Limitations

There are some limitations given the nature of the sample and the use of a single product. However, given that Browne and Kaldenberg (1997) also used a single product (fashion clothing) and one of the objectives of this study was to some extent to re-examine the same constructs using the same product the single product is not considered to be a major problem.

Implications

The implications of this study are firstly that the much touted significance of self-monitoring in effecting consumers involvement with product such as fashion clothing may need to be scrutinized more closely. At a practical level determining the extent that a target market contains high or low self-monitors and then assuming involvement with ones brand and constructing appeals based on the proposed character of the self-monitor could be misdirected and a wasted effort. However, the materialism-involvement link is much stronger and would indicated marketing mix strategies based on the characteristics of the materialistic tendencies and involvement levels target market are warranted.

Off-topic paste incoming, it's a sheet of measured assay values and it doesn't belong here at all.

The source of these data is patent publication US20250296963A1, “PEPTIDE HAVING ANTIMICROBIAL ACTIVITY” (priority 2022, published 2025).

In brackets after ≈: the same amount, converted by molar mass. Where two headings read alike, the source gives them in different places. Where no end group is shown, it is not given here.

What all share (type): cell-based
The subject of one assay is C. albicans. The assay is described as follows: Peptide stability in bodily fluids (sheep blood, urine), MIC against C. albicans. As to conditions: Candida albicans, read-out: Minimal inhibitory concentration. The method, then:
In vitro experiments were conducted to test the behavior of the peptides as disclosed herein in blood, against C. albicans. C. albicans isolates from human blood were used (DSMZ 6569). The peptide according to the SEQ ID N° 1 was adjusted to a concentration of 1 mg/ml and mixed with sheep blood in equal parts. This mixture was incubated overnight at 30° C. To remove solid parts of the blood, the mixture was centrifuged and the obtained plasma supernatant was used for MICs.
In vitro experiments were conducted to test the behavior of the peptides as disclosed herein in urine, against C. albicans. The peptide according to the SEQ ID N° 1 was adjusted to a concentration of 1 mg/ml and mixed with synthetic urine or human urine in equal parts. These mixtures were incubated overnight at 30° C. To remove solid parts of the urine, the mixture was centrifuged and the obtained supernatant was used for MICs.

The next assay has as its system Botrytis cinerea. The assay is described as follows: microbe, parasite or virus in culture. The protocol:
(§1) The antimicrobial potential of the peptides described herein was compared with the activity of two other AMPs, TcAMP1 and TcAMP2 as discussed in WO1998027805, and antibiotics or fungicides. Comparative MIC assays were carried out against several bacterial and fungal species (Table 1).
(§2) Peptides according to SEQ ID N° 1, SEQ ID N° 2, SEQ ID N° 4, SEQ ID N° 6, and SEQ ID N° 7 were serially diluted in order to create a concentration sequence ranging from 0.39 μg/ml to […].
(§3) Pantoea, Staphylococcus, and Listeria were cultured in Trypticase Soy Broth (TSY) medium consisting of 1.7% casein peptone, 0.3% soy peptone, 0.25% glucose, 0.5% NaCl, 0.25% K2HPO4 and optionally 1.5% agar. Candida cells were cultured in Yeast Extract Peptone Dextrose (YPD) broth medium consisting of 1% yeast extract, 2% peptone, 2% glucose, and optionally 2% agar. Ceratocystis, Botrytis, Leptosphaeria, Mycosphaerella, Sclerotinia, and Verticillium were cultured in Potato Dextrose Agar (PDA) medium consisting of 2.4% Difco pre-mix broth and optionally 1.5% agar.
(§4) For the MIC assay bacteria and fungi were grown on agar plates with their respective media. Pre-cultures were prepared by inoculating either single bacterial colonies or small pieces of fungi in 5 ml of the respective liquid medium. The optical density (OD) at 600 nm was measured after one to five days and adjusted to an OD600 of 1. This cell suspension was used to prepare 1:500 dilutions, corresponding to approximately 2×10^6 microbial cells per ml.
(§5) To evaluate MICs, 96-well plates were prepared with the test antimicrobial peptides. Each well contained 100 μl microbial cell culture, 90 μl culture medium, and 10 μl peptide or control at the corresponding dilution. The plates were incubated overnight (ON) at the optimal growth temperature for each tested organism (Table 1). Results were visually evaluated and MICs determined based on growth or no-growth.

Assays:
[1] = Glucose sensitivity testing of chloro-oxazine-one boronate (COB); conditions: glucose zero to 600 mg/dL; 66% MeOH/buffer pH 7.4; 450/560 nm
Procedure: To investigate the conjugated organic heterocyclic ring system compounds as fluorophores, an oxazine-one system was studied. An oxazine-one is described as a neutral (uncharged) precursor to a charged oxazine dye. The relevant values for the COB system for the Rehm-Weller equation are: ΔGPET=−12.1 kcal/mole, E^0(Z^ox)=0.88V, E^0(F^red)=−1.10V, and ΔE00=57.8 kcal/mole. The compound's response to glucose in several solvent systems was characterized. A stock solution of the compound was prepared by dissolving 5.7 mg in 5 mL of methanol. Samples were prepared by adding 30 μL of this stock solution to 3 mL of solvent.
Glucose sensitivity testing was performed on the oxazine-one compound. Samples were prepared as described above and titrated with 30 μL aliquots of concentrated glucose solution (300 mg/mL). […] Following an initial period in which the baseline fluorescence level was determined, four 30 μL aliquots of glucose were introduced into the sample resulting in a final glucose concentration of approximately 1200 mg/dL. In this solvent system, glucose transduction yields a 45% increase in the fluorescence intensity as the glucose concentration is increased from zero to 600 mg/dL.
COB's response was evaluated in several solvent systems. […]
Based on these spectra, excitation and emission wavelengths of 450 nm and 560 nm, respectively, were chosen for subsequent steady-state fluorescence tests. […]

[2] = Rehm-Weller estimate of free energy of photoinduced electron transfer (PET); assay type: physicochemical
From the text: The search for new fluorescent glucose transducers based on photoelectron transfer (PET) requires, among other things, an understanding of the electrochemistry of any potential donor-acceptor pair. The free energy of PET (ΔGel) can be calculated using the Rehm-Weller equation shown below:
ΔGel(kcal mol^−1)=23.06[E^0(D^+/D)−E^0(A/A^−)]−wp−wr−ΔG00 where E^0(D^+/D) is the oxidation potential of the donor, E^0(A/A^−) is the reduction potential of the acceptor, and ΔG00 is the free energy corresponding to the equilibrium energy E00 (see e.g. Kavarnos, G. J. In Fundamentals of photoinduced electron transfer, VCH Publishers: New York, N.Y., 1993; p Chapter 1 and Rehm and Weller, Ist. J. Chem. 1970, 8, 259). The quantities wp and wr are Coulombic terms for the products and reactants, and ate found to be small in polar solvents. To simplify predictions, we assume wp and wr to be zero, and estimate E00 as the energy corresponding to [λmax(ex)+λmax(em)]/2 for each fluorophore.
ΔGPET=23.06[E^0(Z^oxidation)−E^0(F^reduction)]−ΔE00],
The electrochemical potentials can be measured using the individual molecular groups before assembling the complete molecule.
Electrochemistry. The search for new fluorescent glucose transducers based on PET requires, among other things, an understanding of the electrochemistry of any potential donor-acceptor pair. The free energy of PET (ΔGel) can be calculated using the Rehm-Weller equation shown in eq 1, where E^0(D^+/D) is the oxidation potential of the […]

Further, assuming that high self-monitors are also highly materialistic may again need rethinking. The findings of this study require further exploration, particularly so with respect to examining or re-examining the findings of past studies. As such much more work is warranted on self-monitoring in a marketing context.

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Authors

Aron O&#146;Cass, Griffith University-Gold Coast, Australia



Volume

AP - Asia Pacific Advances in Consumer Research Volume 4 | 2001